But as it is with successful teams in the salary cap era, it's the ones with the depth that emerges over 82 games and although it took far long than expected, here are some examples of why if the Ducks play to current form they'll be the two seed in the West:

  • The play of defenseman Brandon Montour has made people forget about Shea Theodore, once thought of as the next man up if the Ducks either traded or lost a defenseman to the expansion draft. Head Coach Randy Carlyle gave both defenseman the opportunity to catch consistent minutes and Montour seized the opportunity to move his stable-mate down the depth chart.
  • Staying along the blueline, the emerging play of Josh Manson makes the Ducks expansion draft list exercise even more difficult. Once looked at as more a raw talent as a sixth-round pick in the 2011 NHL Entry Draft, his reliable steady play will cushion the blow if the Ducks decide to move an established defender for another scorer.
  • While Montour and Manson are nice development stories, the play of Jonathan Bernier in the absence of John Gibson has been stunning. Entering the League as a No.1 draft choice of the Kings in 2006, Bernier always showed good technical form but never could emerge as THE guy in Los Angeles or Toronto. With the injury bug hitting Gibson again, Bernier has been in essence impregnable over the past month and giving an inkling that he and not Gibson could be the future for the Ducks in between the pipes. Over his last 12 starts, Bernier has a .946 save percentage.

Yet, despite their big run and home ice advantage until the conference final within their webbed grasp, Carlyle is not yet satisfied.

Historically a tough grader, he believes there is further room for improvement even after a dominant performance against an overmatched Vancouver Canucks team Tuesday.

"We can play a lot better, Carlyle said. "We're not playing the full parts of our game yet. We have spots we can clean up, the powerplay being one."

On the Alberta Daily Double, the Calgary Flames & Edmonton Oilers:

Even a New Yorker living in Southern California realizes that the more Canadian teams in the playoffs is better for the hockey business, so I'm glad to see both the Flames and the Oilers in the same post-season.

While the Flames have tasted the playoffs recently, even their fan base should have a smidgen of joy for their cousins to the north, ending a 10-year journey in the NHL nether regions. In a league froth with parity, a decade long absence from Game 83 is a stunning failure, but with the presence of the next generational talent in Connor McDavid and some major roster construction work by GM Peter Chiarelli, a deserving and more importantly exciting Edmonton team now gets a chance to see how they stack up when the games really count.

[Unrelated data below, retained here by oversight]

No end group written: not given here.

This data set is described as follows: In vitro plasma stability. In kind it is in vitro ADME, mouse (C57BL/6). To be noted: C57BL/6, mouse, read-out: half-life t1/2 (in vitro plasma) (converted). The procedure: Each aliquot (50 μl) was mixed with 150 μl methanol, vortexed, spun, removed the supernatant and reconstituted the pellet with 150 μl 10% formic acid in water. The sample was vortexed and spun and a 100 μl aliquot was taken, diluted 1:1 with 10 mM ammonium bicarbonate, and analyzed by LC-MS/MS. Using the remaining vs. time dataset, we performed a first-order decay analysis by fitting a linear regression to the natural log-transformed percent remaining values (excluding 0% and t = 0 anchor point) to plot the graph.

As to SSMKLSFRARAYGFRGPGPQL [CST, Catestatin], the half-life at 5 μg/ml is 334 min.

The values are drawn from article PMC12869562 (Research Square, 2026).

The Flames ride into the playoffs on the back of an Albertan Phoenix, Brian Elliott, who has risen from the ashes of a poor late Fall performance -- a seven game losing streak in October and November to the heights of a stellar 19-3-1 stretch that was the primary reason the Sea of Red will see mid-April games.

At Game 83 both teams are playing with house money -- Calgary was written off after the season's first quarter and Edmonton, well, if even if they were swept out of the first round, the season has been a rousing success when you pair the on-ice product with the magnificent Rogers Arena that sits downtown.

With Calgary and Edmonton season deemed successes, I want to see if they can further elevate their game.

From a Flames standpoint, it's not fair to think that Elliott can continue at his current pace, so it's likely the task to support him will lie with an offense that has won by committee. Unless Sean Monahan finishes strong, they lack a 30-goal scorer, but damn if they don't have balance -- an even dozen Flames have registered double-digits in scoring.

The Oilers don't need a committee when you have the one man gang that is McDavid and the teams are as different as the cities they represent save for the men who play between the pipes.